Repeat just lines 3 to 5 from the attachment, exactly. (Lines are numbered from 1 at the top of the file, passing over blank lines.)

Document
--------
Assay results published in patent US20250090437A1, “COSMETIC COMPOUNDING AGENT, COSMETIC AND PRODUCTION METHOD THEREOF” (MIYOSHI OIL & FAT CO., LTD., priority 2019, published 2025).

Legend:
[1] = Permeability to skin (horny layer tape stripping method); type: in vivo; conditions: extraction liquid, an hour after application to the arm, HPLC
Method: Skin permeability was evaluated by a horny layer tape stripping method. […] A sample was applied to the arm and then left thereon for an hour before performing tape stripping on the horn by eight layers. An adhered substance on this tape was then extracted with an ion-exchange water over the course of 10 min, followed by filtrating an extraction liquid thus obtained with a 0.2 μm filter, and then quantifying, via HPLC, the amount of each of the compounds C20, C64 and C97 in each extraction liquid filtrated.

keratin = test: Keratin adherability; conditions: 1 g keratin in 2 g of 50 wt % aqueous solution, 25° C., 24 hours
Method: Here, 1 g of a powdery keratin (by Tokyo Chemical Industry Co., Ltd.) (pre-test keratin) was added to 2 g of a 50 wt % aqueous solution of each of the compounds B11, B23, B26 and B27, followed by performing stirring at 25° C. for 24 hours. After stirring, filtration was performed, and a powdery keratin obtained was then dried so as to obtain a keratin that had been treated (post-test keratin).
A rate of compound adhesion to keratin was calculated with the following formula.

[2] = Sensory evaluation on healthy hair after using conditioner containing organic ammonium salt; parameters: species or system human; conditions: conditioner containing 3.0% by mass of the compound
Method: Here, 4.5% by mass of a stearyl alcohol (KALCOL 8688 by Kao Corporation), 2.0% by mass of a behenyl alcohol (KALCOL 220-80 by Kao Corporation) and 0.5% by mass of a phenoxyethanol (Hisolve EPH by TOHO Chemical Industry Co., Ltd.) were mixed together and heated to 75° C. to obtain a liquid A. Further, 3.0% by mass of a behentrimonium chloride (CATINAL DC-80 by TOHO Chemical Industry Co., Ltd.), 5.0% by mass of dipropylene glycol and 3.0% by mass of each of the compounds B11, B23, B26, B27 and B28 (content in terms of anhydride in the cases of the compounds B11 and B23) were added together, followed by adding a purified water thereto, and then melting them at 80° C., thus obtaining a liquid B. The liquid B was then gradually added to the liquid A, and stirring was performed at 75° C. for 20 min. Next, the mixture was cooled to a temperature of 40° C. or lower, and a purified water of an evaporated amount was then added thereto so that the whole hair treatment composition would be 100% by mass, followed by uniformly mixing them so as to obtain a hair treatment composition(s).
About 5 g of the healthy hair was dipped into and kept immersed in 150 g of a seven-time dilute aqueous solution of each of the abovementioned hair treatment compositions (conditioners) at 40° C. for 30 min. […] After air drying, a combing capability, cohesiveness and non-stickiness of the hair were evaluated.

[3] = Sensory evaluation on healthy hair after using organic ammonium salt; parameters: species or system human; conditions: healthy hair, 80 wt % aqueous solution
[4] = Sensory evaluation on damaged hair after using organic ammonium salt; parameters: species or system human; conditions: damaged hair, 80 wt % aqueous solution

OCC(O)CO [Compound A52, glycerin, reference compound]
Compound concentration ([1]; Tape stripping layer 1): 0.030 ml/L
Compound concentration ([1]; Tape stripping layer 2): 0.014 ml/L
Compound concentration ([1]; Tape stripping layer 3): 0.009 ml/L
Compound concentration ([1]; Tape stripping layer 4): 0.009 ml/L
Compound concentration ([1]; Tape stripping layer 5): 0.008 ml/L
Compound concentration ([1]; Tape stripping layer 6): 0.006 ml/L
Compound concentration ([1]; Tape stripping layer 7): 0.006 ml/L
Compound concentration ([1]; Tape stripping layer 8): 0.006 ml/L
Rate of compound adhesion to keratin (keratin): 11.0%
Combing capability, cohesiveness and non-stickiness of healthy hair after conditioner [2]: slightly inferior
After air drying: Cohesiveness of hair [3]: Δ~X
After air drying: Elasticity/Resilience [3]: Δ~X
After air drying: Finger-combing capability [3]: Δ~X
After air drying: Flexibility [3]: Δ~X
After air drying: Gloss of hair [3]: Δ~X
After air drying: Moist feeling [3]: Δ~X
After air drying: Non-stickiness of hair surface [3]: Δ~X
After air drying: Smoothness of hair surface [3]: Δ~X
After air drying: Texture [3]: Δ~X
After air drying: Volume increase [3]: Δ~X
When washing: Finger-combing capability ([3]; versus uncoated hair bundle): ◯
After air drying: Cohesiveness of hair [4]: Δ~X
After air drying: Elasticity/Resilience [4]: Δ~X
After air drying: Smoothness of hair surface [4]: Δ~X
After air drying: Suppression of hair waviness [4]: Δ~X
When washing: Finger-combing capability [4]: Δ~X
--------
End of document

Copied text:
[1] = Permeability to skin (horny layer tape stripping method); type: in vivo; conditions: extraction liquid, an hour after application to the arm, HPLC
Method: Skin permeability was evaluated by a horny layer tape stripping method. […] A sample was applied to the arm and then left thereon for an hour before performing tape stripping on the horn by eight layers. An adhered substance on this tape was then extracted with an ion-exchange water over the course of 10 min, followed by filtrating an extraction liquid thus obtained with a 0.2 μm filter, and then quantifying, via HPLC, the amount of each of the compounds C20, C64 and C97 in each extraction liquid filtrated.

keratin = test: Keratin adherability; conditions: 1 g keratin in 2 g of 50 wt % aqueous solution, 25° C., 24 hours